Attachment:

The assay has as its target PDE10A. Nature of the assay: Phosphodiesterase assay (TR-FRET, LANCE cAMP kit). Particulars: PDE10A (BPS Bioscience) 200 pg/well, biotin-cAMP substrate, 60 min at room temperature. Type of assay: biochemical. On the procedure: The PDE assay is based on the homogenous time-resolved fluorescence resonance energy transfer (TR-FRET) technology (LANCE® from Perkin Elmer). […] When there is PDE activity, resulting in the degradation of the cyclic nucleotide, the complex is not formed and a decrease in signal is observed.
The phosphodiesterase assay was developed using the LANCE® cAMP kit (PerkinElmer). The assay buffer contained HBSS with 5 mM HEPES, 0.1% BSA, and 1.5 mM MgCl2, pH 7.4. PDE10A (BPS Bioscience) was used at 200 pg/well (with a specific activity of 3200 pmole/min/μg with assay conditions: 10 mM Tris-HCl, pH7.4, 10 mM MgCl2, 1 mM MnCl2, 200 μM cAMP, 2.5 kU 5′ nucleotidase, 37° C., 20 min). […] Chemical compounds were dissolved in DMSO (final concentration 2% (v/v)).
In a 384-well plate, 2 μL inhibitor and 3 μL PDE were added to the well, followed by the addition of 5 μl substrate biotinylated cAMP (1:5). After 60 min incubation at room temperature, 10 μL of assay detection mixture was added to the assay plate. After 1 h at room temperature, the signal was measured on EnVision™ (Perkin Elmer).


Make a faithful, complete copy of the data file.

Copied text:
The assay has as its target PDE10A. Nature of the assay: Phosphodiesterase assay (TR-FRET, LANCE cAMP kit). Particulars: PDE10A (BPS Bioscience) 200 pg/well, biotin-cAMP substrate, 60 min at room temperature. Type of assay: biochemical. On the procedure: The PDE assay is based on the homogenous time-resolved fluorescence resonance energy transfer (TR-FRET) technology (LANCE® from Perkin Elmer). […] When there is PDE activity, resulting in the degradation of the cyclic nucleotide, the complex is not formed and a decrease in signal is observed.
The phosphodiesterase assay was developed using the LANCE® cAMP kit (PerkinElmer). The assay buffer contained HBSS with 5 mM HEPES, 0.1% BSA, and 1.5 mM MgCl2, pH 7.4. PDE10A (BPS Bioscience) was used at 200 pg/well (with a specific activity of 3200 pmole/min/μg with assay conditions: 10 mM Tris-HCl, pH7.4, 10 mM MgCl2, 1 mM MnCl2, 200 μM cAMP, 2.5 kU 5′ nucleotidase, 37° C., 20 min). […] Chemical compounds were dissolved in DMSO (final concentration 2% (v/v)).
In a 384-well plate, 2 μL inhibitor and 3 μL PDE were added to the well, followed by the addition of 5 μl substrate biotinylated cAMP (1:5). After 60 min incubation at room temperature, 10 μL of assay detection mixture was added to the assay plate. After 1 h at room temperature, the signal was measured on EnVision™ (Perkin Elmer).